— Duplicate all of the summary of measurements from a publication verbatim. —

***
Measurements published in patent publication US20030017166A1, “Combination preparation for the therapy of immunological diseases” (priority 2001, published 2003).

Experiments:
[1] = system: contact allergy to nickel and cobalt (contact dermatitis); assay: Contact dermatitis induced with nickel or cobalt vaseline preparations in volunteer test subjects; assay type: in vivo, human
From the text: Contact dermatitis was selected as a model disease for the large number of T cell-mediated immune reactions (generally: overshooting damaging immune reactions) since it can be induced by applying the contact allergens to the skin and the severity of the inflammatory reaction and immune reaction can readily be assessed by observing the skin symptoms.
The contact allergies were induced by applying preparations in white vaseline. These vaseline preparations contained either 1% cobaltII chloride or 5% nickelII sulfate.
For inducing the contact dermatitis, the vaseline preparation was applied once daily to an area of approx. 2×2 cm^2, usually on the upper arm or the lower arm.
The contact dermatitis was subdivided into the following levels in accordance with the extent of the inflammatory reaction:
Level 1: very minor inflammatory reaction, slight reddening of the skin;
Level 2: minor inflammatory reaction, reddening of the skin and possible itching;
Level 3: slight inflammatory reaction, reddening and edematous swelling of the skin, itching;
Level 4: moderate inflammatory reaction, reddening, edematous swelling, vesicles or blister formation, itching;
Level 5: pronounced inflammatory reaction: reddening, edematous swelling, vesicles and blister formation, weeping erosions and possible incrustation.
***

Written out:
Measurements published in patent publication US20030017166A1, “Combination preparation for the therapy of immunological diseases” (priority 2001, published 2003).

Experiments:
[1] = system: contact allergy to nickel and cobalt (contact dermatitis); assay: Contact dermatitis induced with nickel or cobalt vaseline preparations in volunteer test subjects; assay type: in vivo, human
From the text: Contact dermatitis was selected as a model disease for the large number of T cell-mediated immune reactions (generally: overshooting damaging immune reactions) since it can be induced by applying the contact allergens to the skin and the severity of the inflammatory reaction and immune reaction can readily be assessed by observing the skin symptoms.
The contact allergies were induced by applying preparations in white vaseline. These vaseline preparations contained either 1% cobaltII chloride or 5% nickelII sulfate.
For inducing the contact dermatitis, the vaseline preparation was applied once daily to an area of approx. 2×2 cm^2, usually on the upper arm or the lower arm.
The contact dermatitis was subdivided into the following levels in accordance with the extent of the inflammatory reaction:
Level 1: very minor inflammatory reaction, slight reddening of the skin;
Level 2: minor inflammatory reaction, reddening of the skin and possible itching;
Level 3: slight inflammatory reaction, reddening and edematous swelling of the skin, itching;
Level 4: moderate inflammatory reaction, reddening, edematous swelling, vesicles or blister formation, itching;
Level 5: pronounced inflammatory reaction: reddening, edematous swelling, vesicles and blister formation, weeping erosions and possible incrustation.